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DOJ says CFPB structure is unconstitutional, but urges Supreme Court to deny writ since case is a “poor vehicle”
On December 10, the DOJ filed a brief in response to a Texas bank and two associations’ (petitioners) petition for writ of certiorari with the U.S. Supreme Court, challenging the constitutionality of the CFPB’s structure, with the DOJ arguing that the Bureau’s structure infringes on the president’s responsibility to ensure that federal laws are faithfully executed, but urging the court to deny the writ as the case is a “poor vehicle” for the constitutionality consideration. Specifically, the DOJ argues that the decision would warrant review by the full court, which would be unlikely due to newly appointed Judge Kavanaugh’s involvement in the January 2018 D.C. Circuit en banc decision in PHH v. CFPB (covered by a Buckley Sandler Special Alert). Additionally, the DOJ acknowledges that the petitioners’ standing to sue “is sufficiently questionable to present a significant vehicle problem,” as the Texas bank is supervised by the OCC and the two associations are not regulated by the Bureau. On the merits, however, the DOJ agrees with the petitioners that statutory restriction on the president’s authority to remove the Bureau’s director violates the constitution. Citing to Judge Kavanaugh’s dissent opinion in the PHH en banc decision, the DOJ asserts that not only does the for-cause removal restrict the president’s powers to ensure the laws are faithfully executed, a single-director lacks the attributes of a multi-member commission that would warrant a for-cause removal provision. The DOJ concludes that the proper remedy would be to sever the for-cause provision while leaving the remaining applicable portions of the Dodd-Frank Act intact. Lastly, the DOJ notes that since it would not argue in favor of constitutionality, it recommends that if the Court were to grant certiorari, it should wait until the Bureau’s new director, Kathy Kraninger, has an opportunity to decide if the Bureau would defend the judgment before appointing an amicus curiae.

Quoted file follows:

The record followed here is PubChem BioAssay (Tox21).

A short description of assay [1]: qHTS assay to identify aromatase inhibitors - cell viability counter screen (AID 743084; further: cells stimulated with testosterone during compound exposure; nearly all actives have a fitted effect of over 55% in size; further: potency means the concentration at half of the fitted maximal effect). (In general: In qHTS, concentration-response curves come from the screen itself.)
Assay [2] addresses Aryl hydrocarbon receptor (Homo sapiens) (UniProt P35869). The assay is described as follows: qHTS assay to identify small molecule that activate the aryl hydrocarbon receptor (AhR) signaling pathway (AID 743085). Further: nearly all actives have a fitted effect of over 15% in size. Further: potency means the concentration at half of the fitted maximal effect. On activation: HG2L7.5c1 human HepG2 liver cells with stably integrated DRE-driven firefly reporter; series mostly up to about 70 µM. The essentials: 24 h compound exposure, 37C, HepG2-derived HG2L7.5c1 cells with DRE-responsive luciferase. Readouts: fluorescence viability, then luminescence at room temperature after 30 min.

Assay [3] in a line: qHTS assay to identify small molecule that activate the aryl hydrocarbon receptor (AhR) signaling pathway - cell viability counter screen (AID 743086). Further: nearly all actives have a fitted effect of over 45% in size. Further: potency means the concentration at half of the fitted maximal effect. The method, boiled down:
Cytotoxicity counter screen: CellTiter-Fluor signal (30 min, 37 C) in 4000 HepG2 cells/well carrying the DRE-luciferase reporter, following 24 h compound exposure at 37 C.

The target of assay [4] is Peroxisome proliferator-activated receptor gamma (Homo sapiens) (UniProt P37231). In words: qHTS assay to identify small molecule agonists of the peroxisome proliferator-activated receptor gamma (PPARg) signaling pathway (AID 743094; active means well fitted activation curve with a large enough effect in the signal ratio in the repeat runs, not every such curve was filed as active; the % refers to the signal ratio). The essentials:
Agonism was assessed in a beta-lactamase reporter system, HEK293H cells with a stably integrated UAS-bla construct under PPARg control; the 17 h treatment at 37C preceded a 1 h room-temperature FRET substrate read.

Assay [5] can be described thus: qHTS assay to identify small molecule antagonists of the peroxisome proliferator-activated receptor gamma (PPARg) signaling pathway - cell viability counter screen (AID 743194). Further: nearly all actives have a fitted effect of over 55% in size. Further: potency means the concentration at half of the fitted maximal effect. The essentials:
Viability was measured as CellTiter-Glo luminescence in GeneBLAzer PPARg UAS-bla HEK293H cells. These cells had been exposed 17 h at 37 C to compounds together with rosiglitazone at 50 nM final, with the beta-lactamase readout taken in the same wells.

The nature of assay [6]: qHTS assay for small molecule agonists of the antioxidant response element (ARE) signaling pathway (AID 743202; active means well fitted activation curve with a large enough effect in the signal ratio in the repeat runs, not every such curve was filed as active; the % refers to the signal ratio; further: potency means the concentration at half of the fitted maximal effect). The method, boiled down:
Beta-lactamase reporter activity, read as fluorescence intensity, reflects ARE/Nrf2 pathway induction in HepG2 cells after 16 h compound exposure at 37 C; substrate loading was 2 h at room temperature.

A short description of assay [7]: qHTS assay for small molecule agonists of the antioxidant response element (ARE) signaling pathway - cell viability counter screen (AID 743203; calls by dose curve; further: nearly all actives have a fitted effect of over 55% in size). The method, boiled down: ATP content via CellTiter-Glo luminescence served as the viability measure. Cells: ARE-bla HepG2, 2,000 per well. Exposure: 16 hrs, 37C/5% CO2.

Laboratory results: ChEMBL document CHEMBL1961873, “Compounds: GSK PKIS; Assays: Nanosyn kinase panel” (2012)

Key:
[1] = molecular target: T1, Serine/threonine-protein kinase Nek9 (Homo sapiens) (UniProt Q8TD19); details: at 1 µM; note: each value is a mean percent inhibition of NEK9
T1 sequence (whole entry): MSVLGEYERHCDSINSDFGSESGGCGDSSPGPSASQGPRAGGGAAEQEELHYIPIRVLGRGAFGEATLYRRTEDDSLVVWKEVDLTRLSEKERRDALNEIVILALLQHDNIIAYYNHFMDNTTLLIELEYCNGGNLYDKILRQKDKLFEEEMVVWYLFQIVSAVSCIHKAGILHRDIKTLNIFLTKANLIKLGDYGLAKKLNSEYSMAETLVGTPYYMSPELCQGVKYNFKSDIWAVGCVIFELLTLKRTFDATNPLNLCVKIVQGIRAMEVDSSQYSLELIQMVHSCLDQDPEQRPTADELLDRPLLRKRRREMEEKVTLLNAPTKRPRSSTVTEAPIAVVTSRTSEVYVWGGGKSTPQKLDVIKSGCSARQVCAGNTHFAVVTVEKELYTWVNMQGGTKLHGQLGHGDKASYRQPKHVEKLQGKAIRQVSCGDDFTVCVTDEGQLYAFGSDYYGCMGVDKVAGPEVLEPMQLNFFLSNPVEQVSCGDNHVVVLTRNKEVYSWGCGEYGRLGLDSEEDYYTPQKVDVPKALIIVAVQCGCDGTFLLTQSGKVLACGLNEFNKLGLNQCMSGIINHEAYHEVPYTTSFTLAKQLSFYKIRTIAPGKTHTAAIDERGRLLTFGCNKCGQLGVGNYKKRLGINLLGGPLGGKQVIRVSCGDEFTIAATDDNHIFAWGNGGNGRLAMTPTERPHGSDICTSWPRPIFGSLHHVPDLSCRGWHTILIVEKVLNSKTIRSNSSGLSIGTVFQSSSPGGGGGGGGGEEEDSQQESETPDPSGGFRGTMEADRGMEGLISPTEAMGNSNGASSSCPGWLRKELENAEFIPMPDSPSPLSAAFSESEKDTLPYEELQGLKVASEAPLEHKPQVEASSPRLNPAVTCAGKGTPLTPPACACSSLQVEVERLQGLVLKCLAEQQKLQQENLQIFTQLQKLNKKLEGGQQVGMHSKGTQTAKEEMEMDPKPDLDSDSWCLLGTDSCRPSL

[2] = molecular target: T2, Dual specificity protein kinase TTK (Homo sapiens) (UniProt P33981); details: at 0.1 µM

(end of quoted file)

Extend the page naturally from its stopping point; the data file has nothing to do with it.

As previously covered by InfoBytes, the petitioners asked the Court (i) whether the CFPB as an independent agency headed by a single director that can only be removed from office for cause violates the Constitution’s separation of powers; (ii) whether a 1935 Supreme Court case upholding removal restrictions on members of the FTC should be overturned; and (iii) whether the CFPB’s “perpetual, on-demand funding streams” are permitted under the Appropriations Clause. The petition for writ resulted from a June decision by the D.C. Circuit upholding summary judgment against the petitioners, based on the D.C. Circuit en banc decision in PHH v. CFPB, which concluded the Bureau’s single-director structure is constitutional.
On November 30, a U.S.-based agriculture company disclosed in an SEC filing that it is cooperating with an investigation being conducted by the SEC and DOJ involving payments made to Mexican customs officials. The payments were made in connection with grain shipments crossing the U.S.-Mexican border by train. The company is a Fortune 100 company that is owned primarily by farmer and rancher cooperatives and has extensive operations in the energy sector in addition to agriculture.
The SEC filing states that the company voluntarily self-disclosed the potential violations and stressed the company’s full cooperation with the investigation, which includes “investigating other areas of potential interest to the government.” The DOJ has placed great emphasis on the importance of voluntary self-disclosure and cooperation in recent policy statements. See previous Scorecard coverage here. This investigation is noteworthy because while investigations in the energy sector are common, investigations in the agricultural sector are less so. The eventual resolution of this investigation may provide useful guidance for other agribusiness companies.